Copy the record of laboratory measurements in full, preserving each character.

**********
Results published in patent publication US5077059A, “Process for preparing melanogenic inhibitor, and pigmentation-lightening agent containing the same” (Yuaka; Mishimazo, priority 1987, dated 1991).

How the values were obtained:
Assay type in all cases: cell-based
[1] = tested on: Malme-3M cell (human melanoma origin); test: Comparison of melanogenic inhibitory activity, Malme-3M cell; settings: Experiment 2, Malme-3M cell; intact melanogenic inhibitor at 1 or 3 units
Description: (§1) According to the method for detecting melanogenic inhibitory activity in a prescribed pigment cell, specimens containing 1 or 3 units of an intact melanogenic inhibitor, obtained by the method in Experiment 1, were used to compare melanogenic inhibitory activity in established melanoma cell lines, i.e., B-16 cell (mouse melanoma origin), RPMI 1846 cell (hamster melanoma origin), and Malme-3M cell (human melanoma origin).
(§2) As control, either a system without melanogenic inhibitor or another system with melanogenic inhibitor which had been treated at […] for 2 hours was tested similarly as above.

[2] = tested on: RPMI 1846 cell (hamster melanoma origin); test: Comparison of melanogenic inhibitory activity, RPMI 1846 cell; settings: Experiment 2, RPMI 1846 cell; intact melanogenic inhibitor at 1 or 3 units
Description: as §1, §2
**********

Results published in patent publication US5077059A, “Process for preparing melanogenic inhibitor, and pigmentation-lightening agent containing the same” (Yuaka; Mishimazo, priority 1987, dated 1991).

How the values were obtained:
Assay type in all cases: cell-based
[1] = tested on: Malme-3M cell (human melanoma origin); test: Comparison of melanogenic inhibitory activity, Malme-3M cell; settings: Experiment 2, Malme-3M cell; intact melanogenic inhibitor at 1 or 3 units
Description: (§1) According to the method for detecting melanogenic inhibitory activity in a prescribed pigment cell, specimens containing 1 or 3 units of an intact melanogenic inhibitor, obtained by the method in Experiment 1, were used to compare melanogenic inhibitory activity in established melanoma cell lines, i.e., B-16 cell (mouse melanoma origin), RPMI 1846 cell (hamster melanoma origin), and Malme-3M cell (human melanoma origin).
(§2) As control, either a system without melanogenic inhibitor or another system with melanogenic inhibitor which had been treated at […] for 2 hours was tested similarly as above.

[2] = tested on: RPMI 1846 cell (hamster melanoma origin); test: Comparison of melanogenic inhibitory activity, RPMI 1846 cell; settings: Experiment 2, RPMI 1846 cell; intact melanogenic inhibitor at 1 or 3 units
Description: as §1, §2